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**Celtic knots** are both beautiful and mathematical representations of knots used for decoration, adopted by the ancient Celts.

Celts were a non-Classical European society that flourished in central and eastern Europe from (at least) the 7th C. BC, then moved into the British Isles by about the 3rd C. BC, and remain there today^{[1]}. Hence while commonly associated with the Celtic lands, the style is also widely known in England ^{[2]}. Celts left art that *encompasses elements of decoration beyond those necessary for functional utility, though these elements represent a form of symbolic visual communication which is only partially accessible to us*^{[3]}

While called 'knots', Celtic knots are not always exactly knitten: they can also be painted or even carved in stone. Celtic knots are common in Celtic-influenced Christian arts, but they are older than Christianity, with the roots going back at least to the 6th or 7th centuries B.C.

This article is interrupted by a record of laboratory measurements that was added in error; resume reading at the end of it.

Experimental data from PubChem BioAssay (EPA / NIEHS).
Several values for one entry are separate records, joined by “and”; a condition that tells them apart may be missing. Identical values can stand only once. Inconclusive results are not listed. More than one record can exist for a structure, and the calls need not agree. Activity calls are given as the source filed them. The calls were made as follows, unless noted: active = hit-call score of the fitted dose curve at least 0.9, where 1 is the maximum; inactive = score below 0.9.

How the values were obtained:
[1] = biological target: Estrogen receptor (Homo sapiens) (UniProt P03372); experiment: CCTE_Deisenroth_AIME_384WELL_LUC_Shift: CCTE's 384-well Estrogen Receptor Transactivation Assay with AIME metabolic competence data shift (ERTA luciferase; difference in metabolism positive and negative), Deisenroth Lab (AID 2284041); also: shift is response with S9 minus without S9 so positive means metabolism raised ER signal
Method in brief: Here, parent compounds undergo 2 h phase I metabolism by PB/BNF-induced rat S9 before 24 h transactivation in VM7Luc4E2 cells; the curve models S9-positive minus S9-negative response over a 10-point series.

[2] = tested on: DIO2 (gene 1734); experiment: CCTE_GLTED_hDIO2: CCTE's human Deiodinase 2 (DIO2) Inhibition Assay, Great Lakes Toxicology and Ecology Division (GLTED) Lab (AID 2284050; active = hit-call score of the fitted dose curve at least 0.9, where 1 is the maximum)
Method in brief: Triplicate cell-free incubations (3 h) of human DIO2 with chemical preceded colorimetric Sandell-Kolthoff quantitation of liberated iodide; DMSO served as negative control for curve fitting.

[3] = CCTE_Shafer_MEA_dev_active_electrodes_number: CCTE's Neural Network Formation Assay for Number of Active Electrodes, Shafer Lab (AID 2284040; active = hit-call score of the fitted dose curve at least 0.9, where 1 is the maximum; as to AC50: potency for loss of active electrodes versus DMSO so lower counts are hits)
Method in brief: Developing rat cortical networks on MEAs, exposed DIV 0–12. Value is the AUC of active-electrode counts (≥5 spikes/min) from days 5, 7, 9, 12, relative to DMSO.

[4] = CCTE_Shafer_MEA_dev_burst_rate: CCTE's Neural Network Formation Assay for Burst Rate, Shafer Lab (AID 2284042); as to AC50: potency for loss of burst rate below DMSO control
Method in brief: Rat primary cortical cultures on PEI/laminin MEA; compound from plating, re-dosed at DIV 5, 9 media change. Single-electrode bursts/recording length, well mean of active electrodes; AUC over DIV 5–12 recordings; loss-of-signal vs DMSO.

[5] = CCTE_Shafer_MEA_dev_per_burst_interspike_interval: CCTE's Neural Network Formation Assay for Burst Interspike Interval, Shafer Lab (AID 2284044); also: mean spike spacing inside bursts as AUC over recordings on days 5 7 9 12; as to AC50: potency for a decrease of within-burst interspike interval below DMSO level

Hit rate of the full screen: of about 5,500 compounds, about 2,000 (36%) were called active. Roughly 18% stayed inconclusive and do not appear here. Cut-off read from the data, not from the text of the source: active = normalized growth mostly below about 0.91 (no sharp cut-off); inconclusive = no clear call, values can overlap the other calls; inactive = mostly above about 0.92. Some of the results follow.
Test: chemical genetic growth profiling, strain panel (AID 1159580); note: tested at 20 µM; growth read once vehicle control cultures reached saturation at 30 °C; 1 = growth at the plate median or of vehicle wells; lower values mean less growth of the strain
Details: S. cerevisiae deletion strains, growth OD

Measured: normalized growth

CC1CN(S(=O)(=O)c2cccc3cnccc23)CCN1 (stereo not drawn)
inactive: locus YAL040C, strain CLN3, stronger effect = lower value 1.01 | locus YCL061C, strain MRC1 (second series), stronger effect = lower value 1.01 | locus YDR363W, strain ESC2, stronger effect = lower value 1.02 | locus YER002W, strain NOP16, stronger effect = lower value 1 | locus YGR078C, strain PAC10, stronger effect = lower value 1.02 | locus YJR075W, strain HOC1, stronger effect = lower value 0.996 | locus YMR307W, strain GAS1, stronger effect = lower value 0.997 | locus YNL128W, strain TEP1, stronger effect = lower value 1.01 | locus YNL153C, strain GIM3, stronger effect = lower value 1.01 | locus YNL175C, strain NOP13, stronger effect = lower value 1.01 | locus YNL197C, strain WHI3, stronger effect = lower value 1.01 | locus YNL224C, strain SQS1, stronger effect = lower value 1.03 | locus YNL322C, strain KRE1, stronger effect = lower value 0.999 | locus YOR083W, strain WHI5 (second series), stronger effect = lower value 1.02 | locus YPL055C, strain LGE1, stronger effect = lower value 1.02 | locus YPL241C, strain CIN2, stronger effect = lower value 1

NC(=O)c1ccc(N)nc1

The knots can make various patterns. However they must follow the over-under rule that lines going diagonally down-right pass underneath in even rows, and over in odd rows^{[4]}. This rule always produces properly woven knots. The knots generally look look best if it has some symmetry or pattern to it. For even better look, a single thread is preferred^{[5]} There are three possible choices at every intersection. The original Celtic pattern is based either on rectangle or also quite often on triangle (sometimes combining triangles into rectangle already after building the knots)^{[6]}. Hexagonal grid is also theoretically possible, while it is not clear if actual Celts ever tried it.

It is not fully clear if the knot patterns represented some fundamental ideas of world understanding or they were just a way to fill in the empty space.

^{1 }Reed's knotwork Tutorial, introduction^{2 }Wikipedia article on Celtic knots^{3 }Celtic Art: From its beginnings to the Book of Kells, Ruth and Vincent Megaw, 1989.^{4 }Primary site of the applet program, includes alternative implementation for hexagonal grid.^{5 }Personal site of the Andrew Birrell who wrote the initial code, includes the alternative implementation of the same algorithm in Java Script and references to the three books, devoted to this topic.^{6 }Reed's knotwork Tutorial Triangular celtic knots